Skip to main content

Egg Sandwich gets Healthy

There is a story behind this sandwich. After being told a few hundred times that they are full and can't give me a reservation, I've given up on trying to eat at Moshe's. Then, last weekend, it was one of those rare occasions when I went downtown. And inside Kala Ghoda's Fab India store, there was Moshe's cafe. It was small and quaint, with Moshe's trademark sandwiches, salads and by now famous blueberry cheesecake. I had a bit of this and that, but there's more. For along the walls of this cafe, there were shelves of breads and dips and what not - everything, they told me, I could take home. So I brought home lavash and bagels and hummus and that's how this sandwich began.



Slice the wholewheat bagel into two, then toast both sides. Spread a thin layer on hummus on both sides. Chop one hard boiled egg white into small pieces and spread on the bagel. Add some chopped cilantro, sprinkle sea salt and fresh ground pepper then top with the other hummus encrusted slice of bagel. Delicious!

And just contrast this with your regular egg sandwich : white bread, mayonnaise (fats), mustard sauce (more fats!). This version has none of this, but has all the goodness of a flavorful sandwich. Try it, I bet you'd become a fan too.

Comments

CurryLeaf said…
Now thats a healthy sandwich.I think your resolution is to eat homely and healthy this year.Lovely
Unknown said…
That's my resolution every year. Let's see how long it lasts this time :)
Anonymous said…
Oh u Visited Moshe's and even didn't invited us??Not fair huh
And hey the sandwich sounds so simple but still bursting with flavors,wish i could find such EXOTIC stuff in nooks and corners of streets here ..sigh....
Anonymous said…
I love hummus, add it to anything & it tastes fabulous. Of course its healthy:-)
Indian Khana said…
Nice..looks gud and the idea is great..no fat...all in I guess ;)
notyet100 said…
now i hve to search for bagel,..:-)gonn try this soon,

Popular posts from this blog

I've found my perfect cookie

It's a bite sized cookie, with flavors of a pie, shape of a croissant and a pretty, pretty name. It's Rugelach. I first heard of this cookie when it became the baking pick for Tuesdays with Dorrie a couple of months back. The looks, the concept - everything was fascinating. And I've dreamed of making this cookie ever since. I ditched hundreds of recipes floating around and went straight to the master. It's Dorie Greenspan's recipe that I used, and ain't I glad I got it so perfect the very first time. So what's rugelach? It's cream-cheese pastry dough, rolled then cut into wedges, spread with jam and sugar and fillings of choice, rolled into crescents and baked. First the dough. Dorie did it in her processor, but I just went and did it by hand. Put 100 gms cream cheese and 100 gms butter out of the fridge until they were soft but still cold. Added both to a cup of plain flour (I omitted the salt because I use salted butter). Rubbed the flour and but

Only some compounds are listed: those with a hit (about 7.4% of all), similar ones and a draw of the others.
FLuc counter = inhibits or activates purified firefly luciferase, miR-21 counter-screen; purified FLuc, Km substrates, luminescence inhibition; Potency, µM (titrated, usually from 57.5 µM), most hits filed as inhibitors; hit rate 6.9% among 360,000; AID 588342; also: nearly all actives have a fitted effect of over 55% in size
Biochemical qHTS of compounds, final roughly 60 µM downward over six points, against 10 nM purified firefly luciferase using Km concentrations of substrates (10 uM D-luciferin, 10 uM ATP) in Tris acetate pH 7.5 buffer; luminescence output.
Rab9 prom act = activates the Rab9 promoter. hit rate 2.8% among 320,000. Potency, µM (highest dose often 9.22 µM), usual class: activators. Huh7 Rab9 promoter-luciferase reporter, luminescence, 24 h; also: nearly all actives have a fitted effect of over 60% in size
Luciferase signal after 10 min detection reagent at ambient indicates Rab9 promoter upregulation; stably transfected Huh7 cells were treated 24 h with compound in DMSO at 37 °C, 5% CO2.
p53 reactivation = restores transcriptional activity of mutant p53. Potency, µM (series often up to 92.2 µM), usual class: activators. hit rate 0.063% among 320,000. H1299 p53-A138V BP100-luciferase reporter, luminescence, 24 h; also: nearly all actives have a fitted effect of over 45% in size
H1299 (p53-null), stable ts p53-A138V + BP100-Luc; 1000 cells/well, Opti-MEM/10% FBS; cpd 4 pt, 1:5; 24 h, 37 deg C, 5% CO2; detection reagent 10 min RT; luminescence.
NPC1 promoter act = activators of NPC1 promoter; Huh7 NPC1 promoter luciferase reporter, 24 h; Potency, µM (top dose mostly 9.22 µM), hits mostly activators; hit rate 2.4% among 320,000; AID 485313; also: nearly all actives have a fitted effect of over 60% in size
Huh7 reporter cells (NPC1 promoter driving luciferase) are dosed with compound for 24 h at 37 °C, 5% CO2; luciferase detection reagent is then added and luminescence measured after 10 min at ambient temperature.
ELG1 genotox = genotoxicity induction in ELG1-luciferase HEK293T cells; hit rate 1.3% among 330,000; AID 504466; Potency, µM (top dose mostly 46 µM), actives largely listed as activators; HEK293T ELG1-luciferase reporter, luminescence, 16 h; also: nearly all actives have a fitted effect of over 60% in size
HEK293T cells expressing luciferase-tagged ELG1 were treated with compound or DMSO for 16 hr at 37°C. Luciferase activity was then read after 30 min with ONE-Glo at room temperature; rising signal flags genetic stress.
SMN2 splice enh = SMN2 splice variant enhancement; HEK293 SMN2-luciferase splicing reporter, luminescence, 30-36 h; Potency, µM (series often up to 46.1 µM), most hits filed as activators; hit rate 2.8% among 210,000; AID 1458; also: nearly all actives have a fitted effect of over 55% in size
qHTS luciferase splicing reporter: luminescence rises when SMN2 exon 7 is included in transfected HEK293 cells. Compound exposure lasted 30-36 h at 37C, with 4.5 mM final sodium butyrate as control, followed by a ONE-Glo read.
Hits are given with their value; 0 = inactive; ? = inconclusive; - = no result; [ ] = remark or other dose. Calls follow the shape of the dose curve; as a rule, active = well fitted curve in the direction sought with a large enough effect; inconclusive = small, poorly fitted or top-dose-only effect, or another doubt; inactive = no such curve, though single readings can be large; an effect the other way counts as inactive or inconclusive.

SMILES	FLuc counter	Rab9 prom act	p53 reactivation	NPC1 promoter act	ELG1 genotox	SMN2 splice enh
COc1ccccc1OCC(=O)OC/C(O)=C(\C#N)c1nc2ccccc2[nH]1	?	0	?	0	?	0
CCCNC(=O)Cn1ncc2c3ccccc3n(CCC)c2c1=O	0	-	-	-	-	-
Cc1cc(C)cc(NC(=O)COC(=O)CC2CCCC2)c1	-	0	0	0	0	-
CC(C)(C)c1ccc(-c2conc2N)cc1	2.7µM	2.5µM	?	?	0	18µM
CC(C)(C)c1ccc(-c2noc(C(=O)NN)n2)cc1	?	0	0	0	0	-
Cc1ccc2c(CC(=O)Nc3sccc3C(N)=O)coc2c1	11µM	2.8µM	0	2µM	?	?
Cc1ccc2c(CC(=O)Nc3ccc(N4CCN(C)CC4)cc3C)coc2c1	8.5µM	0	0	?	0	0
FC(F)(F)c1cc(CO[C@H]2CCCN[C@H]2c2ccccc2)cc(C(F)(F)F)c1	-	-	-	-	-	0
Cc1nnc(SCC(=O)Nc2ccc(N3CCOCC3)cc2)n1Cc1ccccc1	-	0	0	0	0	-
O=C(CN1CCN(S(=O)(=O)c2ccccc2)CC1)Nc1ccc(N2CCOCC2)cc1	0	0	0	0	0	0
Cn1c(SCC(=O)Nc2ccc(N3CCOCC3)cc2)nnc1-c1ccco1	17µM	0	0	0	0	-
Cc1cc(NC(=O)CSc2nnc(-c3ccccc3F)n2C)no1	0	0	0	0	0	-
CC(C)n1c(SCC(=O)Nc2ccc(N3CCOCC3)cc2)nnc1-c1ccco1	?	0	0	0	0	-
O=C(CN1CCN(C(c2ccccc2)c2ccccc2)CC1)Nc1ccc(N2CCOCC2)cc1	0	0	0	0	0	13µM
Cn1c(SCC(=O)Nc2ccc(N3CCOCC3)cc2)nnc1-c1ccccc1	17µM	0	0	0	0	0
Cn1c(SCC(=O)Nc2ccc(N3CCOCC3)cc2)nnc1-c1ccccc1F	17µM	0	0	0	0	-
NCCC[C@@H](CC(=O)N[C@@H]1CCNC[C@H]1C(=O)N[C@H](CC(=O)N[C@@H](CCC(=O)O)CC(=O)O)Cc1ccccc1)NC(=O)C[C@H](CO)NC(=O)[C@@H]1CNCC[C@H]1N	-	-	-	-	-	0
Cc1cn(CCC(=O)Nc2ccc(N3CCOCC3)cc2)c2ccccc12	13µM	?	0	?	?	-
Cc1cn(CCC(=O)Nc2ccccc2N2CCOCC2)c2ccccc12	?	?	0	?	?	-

Aloo Paranthas

In all these years of blogging, I've somehow never managed to talk about aloo paranthas, the potato stuffed flatbread that's a standard breakfast in North India. Possibly because they are such a staple in our home, I found there wouldn't be enough interest in the recipe. But I've also realised over time that my mom's recipe is unique, using a combination of flavours and spices that make these paranthas delicious. But that's not the only reason for this post. I also wanted to tell you about a super cool party and some ways we found to make aloo paranthas even better and believe it or not, healthier. The party in question was hosted by Rushina at her cooking studio a few months back. For a while now, Rushina has been talking about the merits of cling film, parchment and something called cooking foil made by Asahi Kasei. Because we won't believe that you can really cook without oil but using science, she invited a bunch of us over for a potluck lunch.

Mystery Fruit

This only happened a few times every year, just when the rainy season kicked in. A street hawker will come by, straw basket on head. He will yell "kaul chapni" and I will run out to buy a bundle of these. Stuck together like flowers, they looked like a bouquet. Every hole contains a little fruit. You break out the package, peel the tiny fruit that pops out and eat it. Done slowly, it can take you an hour to eat an head. Or did, when I was about 12 years old. That was the last time I saw this fruit. I've never seen it again, didn't even know what it was called or where it came from. Three weeks back, Vikram Doctor wrote about a store in Khar that sells Sindhi foods. He described this fruit and I knew it came from my vivid childhood memories. And finally, I knew we were talking about lotus fruit. Now talk about coincidences. Last weekend, I was passing by a lane in Bandra and for the first time in many, many years I saw the straw basket filled with my mytery fru